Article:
ANALYSIS - Consumers and the community want to know more about the products that agriculture and dairy farmers are producing.
According to Helen Dornom, manager of sustainability at Dairy Australia they want to know how the products are produced, how people in the supply chain are treated, how the animals are treated and how the environmental impact is managed to ensure future access to natural resources.
To achieve this she told the Dairy UK seminar in London that there is a need for a unifying fact based story first, before the industry can add the emotion.
“It is not just about the food, it is about how we produce it,” she said.
"The more people trust companies, the more they will buy"
Ms Dornom told the seminar, titled How Good? How Green? Does Dairy Deliver?, that now quality and safety of food products in taken for granted but consumers now want to know how the product is produced and there is a general need for transparency in the sector.
She said that to give consumers confidence in dairy products the industry had developed the Australian Dairy Industry Sustainable Framework, which is based on building trust among consumers.
“The more people trust companies, the more they will buy,” she said.
Ms Dornom said that to build the Australian industry brand, the sector had to develop a programme based on a series of issues showing the farming and processing sectors as clean and green, responsible land stewards –and demonstrating animal care through health and welfare.
The industry had to demonstrate food safety and quality show it to be contaminant free and that the products are both healthy and nutritious products.
The industry also had to demonstrate that it is a good corporate citizen developing skills of employees and attracting a strong workforce.
It had to incorporate new technologies and innovations and show that it is doing more with less and contributing to rural and regional Australia.
Ms Dornom said that to achieve the sustainable goal for dairy production politicians and investors had to have confidence in the way the sector operates.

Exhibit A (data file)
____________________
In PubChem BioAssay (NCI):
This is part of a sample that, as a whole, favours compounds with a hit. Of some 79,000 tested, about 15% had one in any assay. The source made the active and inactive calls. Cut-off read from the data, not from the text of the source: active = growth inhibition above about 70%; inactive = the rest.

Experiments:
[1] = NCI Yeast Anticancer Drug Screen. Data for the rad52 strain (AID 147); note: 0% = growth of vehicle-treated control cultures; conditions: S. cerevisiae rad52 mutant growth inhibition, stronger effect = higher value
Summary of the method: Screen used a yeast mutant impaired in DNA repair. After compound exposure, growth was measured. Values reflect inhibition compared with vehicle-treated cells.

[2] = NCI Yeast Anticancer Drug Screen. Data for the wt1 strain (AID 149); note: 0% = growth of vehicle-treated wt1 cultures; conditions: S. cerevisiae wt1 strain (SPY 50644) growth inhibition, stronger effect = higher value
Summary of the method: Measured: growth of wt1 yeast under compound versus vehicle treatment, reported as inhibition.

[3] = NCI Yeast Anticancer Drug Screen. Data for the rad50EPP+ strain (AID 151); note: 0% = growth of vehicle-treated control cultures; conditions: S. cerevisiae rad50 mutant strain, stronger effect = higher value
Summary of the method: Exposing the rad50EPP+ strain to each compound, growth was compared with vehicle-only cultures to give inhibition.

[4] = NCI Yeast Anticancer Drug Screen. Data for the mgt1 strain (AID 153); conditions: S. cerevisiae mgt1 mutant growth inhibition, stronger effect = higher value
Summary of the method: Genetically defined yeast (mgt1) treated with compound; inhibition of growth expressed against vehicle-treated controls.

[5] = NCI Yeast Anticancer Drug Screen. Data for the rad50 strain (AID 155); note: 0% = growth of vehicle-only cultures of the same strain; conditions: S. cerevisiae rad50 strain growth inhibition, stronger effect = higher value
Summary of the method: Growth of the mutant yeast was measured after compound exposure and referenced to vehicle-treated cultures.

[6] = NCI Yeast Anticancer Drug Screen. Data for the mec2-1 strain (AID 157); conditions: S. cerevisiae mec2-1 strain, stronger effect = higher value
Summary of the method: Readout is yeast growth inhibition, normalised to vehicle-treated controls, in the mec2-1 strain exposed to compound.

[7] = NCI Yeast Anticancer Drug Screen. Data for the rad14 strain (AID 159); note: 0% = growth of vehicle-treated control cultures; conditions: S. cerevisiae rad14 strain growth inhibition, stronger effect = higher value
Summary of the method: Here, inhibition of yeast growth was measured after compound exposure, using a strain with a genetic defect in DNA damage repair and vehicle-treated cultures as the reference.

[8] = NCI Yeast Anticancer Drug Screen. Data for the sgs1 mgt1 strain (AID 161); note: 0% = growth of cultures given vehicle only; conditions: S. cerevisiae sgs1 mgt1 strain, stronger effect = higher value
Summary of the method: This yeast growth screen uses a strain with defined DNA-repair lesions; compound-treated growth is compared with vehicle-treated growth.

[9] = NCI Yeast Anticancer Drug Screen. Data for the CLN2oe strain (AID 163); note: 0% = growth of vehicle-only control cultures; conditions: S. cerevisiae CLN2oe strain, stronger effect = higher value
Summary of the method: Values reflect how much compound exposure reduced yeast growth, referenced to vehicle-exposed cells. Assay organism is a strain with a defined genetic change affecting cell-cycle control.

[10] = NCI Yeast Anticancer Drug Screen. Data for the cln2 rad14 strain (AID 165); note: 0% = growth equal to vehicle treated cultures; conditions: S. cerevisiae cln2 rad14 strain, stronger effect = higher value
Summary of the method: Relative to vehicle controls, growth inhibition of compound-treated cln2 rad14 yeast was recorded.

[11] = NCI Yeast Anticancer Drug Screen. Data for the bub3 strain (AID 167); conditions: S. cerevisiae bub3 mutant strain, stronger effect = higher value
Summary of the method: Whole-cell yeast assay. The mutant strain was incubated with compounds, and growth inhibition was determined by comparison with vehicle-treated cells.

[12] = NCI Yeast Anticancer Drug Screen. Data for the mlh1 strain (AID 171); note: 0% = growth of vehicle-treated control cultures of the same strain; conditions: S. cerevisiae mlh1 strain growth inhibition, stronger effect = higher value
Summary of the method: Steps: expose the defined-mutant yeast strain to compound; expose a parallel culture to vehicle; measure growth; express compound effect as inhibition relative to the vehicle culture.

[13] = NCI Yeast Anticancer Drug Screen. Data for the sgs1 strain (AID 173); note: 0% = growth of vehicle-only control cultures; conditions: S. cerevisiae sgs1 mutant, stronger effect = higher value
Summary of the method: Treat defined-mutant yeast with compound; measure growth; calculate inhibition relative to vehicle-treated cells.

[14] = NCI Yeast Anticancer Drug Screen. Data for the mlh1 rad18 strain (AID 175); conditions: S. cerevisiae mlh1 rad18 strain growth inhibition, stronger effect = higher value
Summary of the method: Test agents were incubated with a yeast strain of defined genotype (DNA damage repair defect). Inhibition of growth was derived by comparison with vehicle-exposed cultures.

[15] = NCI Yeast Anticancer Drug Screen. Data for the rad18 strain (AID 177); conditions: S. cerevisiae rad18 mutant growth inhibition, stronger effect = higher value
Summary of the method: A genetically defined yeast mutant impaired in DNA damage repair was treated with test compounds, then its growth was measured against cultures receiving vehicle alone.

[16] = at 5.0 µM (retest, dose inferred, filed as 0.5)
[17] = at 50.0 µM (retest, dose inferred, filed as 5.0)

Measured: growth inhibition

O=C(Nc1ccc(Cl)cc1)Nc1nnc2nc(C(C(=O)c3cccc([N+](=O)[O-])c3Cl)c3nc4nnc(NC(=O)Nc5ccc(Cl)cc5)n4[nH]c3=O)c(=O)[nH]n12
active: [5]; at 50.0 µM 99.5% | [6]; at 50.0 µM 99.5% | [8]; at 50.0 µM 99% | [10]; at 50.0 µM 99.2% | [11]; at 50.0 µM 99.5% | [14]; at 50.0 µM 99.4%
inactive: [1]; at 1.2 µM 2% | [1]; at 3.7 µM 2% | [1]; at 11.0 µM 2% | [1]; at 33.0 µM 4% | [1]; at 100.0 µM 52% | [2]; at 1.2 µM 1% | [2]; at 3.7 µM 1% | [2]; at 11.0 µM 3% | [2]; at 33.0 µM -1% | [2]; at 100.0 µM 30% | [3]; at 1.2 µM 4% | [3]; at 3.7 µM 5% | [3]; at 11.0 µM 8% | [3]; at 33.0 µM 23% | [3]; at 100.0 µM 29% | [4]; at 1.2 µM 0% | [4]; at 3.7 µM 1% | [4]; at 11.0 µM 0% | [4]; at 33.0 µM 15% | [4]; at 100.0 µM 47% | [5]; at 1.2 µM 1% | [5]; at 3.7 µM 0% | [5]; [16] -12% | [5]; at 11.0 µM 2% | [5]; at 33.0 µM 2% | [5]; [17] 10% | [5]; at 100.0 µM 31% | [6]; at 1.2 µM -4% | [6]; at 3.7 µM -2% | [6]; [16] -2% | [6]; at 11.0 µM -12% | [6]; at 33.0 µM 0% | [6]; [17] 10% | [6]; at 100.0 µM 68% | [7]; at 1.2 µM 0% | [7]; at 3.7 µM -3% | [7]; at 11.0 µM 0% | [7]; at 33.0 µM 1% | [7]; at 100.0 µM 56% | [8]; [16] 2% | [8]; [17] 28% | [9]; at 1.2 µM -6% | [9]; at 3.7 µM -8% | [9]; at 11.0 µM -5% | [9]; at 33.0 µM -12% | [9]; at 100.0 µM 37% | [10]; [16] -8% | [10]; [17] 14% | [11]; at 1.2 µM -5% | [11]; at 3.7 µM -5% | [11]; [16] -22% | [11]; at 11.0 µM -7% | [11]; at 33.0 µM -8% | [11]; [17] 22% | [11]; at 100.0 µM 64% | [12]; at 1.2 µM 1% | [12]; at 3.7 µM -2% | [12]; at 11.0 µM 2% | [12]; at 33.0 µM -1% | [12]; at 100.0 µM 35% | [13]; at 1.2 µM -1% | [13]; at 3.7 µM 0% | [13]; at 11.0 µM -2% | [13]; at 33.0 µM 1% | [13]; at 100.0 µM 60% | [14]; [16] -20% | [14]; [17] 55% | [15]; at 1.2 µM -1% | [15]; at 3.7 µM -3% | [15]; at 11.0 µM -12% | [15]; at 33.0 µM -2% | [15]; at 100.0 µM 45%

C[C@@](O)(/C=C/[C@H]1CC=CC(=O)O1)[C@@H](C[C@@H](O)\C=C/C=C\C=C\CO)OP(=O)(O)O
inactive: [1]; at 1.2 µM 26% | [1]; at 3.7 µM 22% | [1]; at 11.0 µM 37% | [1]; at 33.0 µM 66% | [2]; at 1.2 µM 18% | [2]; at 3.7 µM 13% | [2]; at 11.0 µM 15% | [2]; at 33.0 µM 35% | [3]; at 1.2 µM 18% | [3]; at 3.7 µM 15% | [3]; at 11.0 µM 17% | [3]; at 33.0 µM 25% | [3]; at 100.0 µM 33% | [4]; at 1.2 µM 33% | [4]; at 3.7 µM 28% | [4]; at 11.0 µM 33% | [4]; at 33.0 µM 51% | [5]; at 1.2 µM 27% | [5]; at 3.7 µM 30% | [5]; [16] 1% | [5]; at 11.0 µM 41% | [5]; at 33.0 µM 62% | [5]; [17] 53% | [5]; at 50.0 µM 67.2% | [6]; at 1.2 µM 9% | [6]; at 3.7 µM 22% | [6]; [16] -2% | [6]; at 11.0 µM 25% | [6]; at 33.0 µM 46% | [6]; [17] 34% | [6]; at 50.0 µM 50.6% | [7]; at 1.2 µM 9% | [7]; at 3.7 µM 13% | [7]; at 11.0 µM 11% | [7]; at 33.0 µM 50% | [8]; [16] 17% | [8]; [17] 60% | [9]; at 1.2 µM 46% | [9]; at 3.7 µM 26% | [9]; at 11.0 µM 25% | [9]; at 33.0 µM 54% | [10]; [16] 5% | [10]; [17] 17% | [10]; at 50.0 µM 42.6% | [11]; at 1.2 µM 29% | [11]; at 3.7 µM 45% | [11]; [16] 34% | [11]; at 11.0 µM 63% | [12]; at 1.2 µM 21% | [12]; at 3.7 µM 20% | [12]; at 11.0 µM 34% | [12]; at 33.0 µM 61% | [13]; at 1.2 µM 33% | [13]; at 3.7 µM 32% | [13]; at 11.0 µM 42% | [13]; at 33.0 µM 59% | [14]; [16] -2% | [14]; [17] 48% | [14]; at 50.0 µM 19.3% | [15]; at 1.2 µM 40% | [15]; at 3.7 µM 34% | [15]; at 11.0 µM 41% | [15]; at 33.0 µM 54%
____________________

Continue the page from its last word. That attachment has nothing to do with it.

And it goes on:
Ms Dornom said that the industry needs to achieve strong sustainability credentials tthrough ethical behaviour, transparency and accountability, appreciation of stakeholder interests showing a competitive neutralityand by not providing a competitive advantage.
She said that collective action delivers mutual benefit.
She said that to achieve a sustainable industry it is necessary to have strong governance and to help achieve this Dairy Australia had fostered links with non-governmental organisations, welfare groups and other organisations within a forum designed to build and strengthen the sustainability framework.
However she said that the Australian industry did not want “sustainability to languish in the environmental space”.
She said that the sector will have an environmental impact because livestock drink water and they create waste.
The Sustainability Framework has 11 targets with 41 measures designed deliver sustainably produced dairy products.
The 11 targets based on enhancing livelihoods, improving wellbeing and reducing environmental impact, include:
- Increase the future competitiveness and profitability of the Australian dairy industry
- Increase resilience and prosperity of dairy communities
- Provide a safe work environment for all dairy workers
- Attract, develop and retain a skilled and motivated dairy workforce
- All dairy products and ingredients sold are safe
- Dairy contributes to improved health outcomes for Australian communities
- Provide best care of all animals
- Improve nutrient, land and water management
- Reduce the consumptive water intensity of dairy manufacturers by 20 per cent
- Reduce greenhouse gas emissions intensity by 30 per cent
- Reduce waste to landfill by 40 per cent
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